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Content archived on 2024-04-16

Proving and Testability for Reliability Improvement of Complex Integrated Architectures


The project aims to provide a set of architectural-level design methodologies and prototype design support tools. These will allow a designer to prove formally the correctness of a design, evaluate its testability at a high level of abstraction, and assess its complexity in terms of its silicon implementation. These tools will operate at a very high level of abstraction, allowing a designer to make reasoned decisions about architectural choices. The new tools, rather than constituting an architecture compiler, will consist of a set of advisers that provide information on such design issues as correctness, testability, and complexity.
The project aims to provide a set of architectural level design methodologies and prototype design support tools. This project will also investigate the feasibility of building computer aided design (CAD) tools based on a set of high level advisers.
There have been 2 major lines of workon formal methods. The first focuses on developing algebraic representations of specifications and components and techniques for reasoning about them. The second line of work has been based on Abstract Hardware's LAMBDA/DIALOG verification tools, and has involved training the other industrial partners in their use and collaborative working on some actual industrial problems in order to devbleop the tools and their interfaces.
Prototype software has been developed to perform test pattern generation for 1-dimensional and 2-dimensional regular arrays, binary tree architectures and some commonly used very large scale integration (VLSI) circuit blocks (adder, decoder, shifter) from a graph description. Algorithms have been developed for testability analysis of array architectures and the graphical analysis of arrays at a variety of levels of abstraction has been investigated. A knowledge acquisition process for collecting and formalizing testability rules has been undertaken together with a study of available expert system shells prior to the construction of a testability adviser. Fault mapping rules for systolic and semisystolic arrays of different interconnection topologies have been formalized. A representation at the functional level has been defined for sequential machines and associated faults, together wilth a test procedure allowing full functional fault coverage to be obtained. Prototype software has been developed, including the definition of abstract data structures, to describe systems under test. The insertion of testability rules for regular structures into the selected expert system shell has been completed. A C environment for the evaluation of the conditions associated w ith these rules has been partially developed. A taxonomy of design for testability techniques has been started and a literature survey and interviews undertaken to extract the rules used in current design flow. This information will be formalized for inclusion in the testability adviser.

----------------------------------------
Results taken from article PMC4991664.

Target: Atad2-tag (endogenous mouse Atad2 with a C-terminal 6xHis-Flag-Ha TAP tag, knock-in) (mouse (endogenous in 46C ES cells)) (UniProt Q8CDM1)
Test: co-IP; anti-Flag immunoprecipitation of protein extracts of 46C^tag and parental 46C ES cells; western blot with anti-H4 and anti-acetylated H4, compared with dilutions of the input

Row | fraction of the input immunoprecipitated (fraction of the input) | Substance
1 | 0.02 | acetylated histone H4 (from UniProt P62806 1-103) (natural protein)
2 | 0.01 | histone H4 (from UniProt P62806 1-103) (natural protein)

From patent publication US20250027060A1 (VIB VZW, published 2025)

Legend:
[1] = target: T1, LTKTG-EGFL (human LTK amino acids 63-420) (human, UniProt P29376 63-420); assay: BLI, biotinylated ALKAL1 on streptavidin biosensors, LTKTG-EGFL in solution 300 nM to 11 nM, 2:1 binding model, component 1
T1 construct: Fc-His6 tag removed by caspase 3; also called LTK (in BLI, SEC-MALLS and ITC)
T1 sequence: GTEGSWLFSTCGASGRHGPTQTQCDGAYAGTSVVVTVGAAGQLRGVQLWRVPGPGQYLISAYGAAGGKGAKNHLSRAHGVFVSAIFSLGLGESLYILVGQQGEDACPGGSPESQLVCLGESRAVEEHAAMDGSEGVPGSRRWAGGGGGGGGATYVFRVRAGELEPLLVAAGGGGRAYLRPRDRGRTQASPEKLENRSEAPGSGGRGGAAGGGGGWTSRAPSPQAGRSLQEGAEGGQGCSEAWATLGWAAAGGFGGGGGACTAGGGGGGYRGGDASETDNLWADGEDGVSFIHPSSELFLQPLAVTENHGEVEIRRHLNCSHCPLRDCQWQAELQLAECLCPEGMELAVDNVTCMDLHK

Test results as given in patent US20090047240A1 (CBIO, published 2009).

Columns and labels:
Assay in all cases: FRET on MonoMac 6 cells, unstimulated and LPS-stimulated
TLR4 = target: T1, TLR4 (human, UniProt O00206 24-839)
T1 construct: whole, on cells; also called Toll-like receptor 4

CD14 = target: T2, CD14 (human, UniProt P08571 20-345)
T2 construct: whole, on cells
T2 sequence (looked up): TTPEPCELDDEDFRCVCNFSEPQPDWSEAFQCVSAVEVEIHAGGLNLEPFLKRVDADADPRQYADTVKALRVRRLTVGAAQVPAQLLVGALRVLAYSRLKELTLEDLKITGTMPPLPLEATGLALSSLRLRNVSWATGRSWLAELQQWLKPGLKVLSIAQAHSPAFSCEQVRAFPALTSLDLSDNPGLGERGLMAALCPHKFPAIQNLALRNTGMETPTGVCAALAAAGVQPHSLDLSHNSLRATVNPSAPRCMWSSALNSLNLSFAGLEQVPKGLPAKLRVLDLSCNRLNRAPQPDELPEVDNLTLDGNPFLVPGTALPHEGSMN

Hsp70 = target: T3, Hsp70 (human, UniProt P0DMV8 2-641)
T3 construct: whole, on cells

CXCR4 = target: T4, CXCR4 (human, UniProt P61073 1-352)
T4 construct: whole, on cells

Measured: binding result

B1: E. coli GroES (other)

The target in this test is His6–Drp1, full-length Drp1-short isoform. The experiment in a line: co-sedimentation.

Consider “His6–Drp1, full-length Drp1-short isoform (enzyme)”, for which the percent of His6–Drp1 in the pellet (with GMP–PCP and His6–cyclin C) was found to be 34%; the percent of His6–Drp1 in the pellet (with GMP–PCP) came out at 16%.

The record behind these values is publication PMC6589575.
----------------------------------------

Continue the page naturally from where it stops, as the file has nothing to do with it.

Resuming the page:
Activity on complexity analysis has focused on the formal definition of data flow graph models (both general and iterative) and on the analysis and manipulation of these models for the synthesis of alternative architectures. The analysis of architectural and technological requirements derived from diode function generator (DFG) models has commenced in order to verify design feasibility. Considerable care has been taken to ensure that the project utilizes a unified graph representation across the above 3 strands of work.
Moreover, such advisers can be technology-independent, permitting a final design to be implemented in various microelectronics technologies, depending upon further considerations (second sourcing, etc.) that do not strictly relate to architecture design constraints. Thus designs can be optimised at high-level prior to choosing a specific microelectronics technology for its implementation.

The project will provide:

- Further development of formal proving methods to meet the demands of high-complexity architecture design.
- Formal proving methods at the logical level, and a problem reformulation system to move up and down levels.
- Methods for evaluating the testability of complex digital architectures, starting from a high-level representation.
- Techniques for generation and evaluation at high level of alternative architectures.


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Brunel University
EU contribution
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Howell Building
UB8 3PH Uxbridge
United Kingdom

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Participants (4)